PUHI — A scientific instrument designed by Kauai Community College students and faculty will blast off on the back of a rocket this summer for a journey around the sun.
KCC is one of four University of Hawaii Community Colleges to be awarded a payload aboard a suborbital flight by the RockSat-X system. The launch is scheduled for Aug. 11 at NASA’s Wallops Flight Facility in Virginia.
“The students should be proud of their accomplishments as it speaks volumes that they competed with universities for a place on the rocket,” said Georgeanne Purvinis, a KCC faculty and mentor on the project.
KCC students will join teams from Honolulu, Kapiolani and Windward community colleges in developing and testing a scientific instrument. The schools are the only community college whose payload was selected for this launch, according to a University of Hawaii press release.
The remaining seven payloads were awarded to Virginia Tech, Nebraska-Lincoln, Capitol Technology, NW Nazarene and Puerto Rico universities.
“We were awarded space on the rocket because our design was technically detailed, achievable and scientifically worthy.” Purvinis said.
The multi-campus collaboration, known as Project Imua — Hawaiian for “to move forward” — involves a joint faculty-student enterprise for designing, fabricating and testing payloads. Future launches are envisioned at the Pacific Missile Range Facility at Mana through the University of Hawaii at Manoa Space Flight Laboratory.
A team of nine students and three mentors from the four community colleges will travel to Wallops for final rocket assembly, test and launch. Among them are Kauai’s Marcus Yamaguchi, Nicholas Herrmann, Brennen Sprenger, Amber Mokelkea, and mentors Purvinis and Stu Burley.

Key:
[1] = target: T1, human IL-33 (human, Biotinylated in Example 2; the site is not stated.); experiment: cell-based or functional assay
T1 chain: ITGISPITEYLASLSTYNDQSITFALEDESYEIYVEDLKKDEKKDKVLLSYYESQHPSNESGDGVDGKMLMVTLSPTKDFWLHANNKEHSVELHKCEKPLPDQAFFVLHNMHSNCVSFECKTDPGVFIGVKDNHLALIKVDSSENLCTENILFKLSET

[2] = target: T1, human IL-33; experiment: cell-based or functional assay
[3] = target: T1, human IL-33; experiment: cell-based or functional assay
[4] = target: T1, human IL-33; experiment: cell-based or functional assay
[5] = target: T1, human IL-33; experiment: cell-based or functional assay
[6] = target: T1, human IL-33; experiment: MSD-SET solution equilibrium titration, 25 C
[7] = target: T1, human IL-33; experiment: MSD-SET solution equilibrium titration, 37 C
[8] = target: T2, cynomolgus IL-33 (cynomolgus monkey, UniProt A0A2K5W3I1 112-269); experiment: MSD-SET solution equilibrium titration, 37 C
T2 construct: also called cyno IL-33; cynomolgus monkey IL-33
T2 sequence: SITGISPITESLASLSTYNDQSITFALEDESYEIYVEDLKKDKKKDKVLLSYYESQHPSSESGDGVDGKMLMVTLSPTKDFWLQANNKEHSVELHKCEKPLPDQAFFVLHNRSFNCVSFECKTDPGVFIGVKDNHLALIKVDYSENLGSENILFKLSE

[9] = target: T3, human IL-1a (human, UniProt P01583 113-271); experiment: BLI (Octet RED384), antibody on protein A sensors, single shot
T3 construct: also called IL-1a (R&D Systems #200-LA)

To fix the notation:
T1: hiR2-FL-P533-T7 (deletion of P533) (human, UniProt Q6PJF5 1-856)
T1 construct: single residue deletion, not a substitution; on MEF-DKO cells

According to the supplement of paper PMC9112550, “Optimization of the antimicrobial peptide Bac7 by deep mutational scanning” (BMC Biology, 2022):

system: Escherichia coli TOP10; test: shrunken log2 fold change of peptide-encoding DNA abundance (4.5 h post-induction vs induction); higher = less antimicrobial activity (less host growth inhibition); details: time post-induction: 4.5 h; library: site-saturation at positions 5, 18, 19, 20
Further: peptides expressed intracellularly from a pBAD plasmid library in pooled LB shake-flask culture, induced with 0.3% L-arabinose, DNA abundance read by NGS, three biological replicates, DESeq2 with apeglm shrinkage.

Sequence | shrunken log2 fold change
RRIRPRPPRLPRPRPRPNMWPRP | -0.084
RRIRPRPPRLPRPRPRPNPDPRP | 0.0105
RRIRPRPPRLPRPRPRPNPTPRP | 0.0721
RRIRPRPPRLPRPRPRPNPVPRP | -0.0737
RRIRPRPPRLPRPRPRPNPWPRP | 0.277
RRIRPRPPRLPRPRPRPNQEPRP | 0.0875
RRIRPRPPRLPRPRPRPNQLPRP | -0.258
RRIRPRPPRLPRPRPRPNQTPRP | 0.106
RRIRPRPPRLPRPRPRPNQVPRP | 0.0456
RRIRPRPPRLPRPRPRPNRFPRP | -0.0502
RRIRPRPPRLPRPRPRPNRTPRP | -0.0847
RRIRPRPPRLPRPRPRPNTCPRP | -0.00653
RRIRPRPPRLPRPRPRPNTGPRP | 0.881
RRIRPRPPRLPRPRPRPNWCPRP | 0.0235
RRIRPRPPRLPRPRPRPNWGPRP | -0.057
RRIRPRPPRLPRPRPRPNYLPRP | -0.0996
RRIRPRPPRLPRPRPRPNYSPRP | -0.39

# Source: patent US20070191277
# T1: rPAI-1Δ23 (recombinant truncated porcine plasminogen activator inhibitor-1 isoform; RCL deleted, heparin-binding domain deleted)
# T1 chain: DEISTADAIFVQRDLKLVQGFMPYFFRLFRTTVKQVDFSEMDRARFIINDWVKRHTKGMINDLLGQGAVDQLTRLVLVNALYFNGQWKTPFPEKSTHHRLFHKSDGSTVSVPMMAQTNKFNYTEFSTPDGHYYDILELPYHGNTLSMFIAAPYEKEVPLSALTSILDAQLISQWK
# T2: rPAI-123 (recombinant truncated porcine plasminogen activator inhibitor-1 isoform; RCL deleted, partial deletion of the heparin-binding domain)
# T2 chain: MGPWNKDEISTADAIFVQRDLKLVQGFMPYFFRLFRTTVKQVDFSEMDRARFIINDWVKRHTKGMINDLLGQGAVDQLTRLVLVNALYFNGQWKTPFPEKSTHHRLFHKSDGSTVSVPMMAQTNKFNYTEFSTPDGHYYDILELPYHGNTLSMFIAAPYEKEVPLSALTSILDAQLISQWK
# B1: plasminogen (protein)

Yamaguchi is the lead student and software designer, Purvinis said. Sprenger is responsible for mechanical design, Herrmann handles circuit design and fabrication and Mokelkea is responsible for scientific data analysis.
“Brennen, only 16 years old when he started, is doing all of the mechanical design for the UHCC campuses in the project,” Purvinis said. Each of the Project Imua campuses brings expertise and skills to the table. The Kauai CC team is responsible for designing and building the payload’s instrumentation. It worked with the Windward CC team to design and construct the payload’s mechanical housing.
The scientific instrument will include an ultraviolet spectrometer to analyze the intensity of the sun’s UV radiation before it enters Earth’s atmosphere. This study of radiation variations is significant because the changes in UV output directly affects Earth’s upper atmosphere and ultimately has consequences on Earth’s climate.
“Faculty in Kauai Community College’s Engineering and Technology Program deliver a four-year level learning experience,” said KCC Chancellor Helen Cox. “The achievement in Project Imua, attained by students who have grown up on Kauai and found their niche here is testimony to what they have learned and applied. We are extraordinarily proud and in awe of our students.”
Upon completion of its successful suborbital flight, portions of the UHCC payload will be re-fitted for the orbital launch from PMRF at Mana in early 2016. KCC has been named as the satellite tracking ground station for this orbital mission.
Project Imua is funded by a two-year $500,000 grant awarded under the NASA Space Grant Competitive Opportunity for Partnerships with Community Colleges and Technical Schools.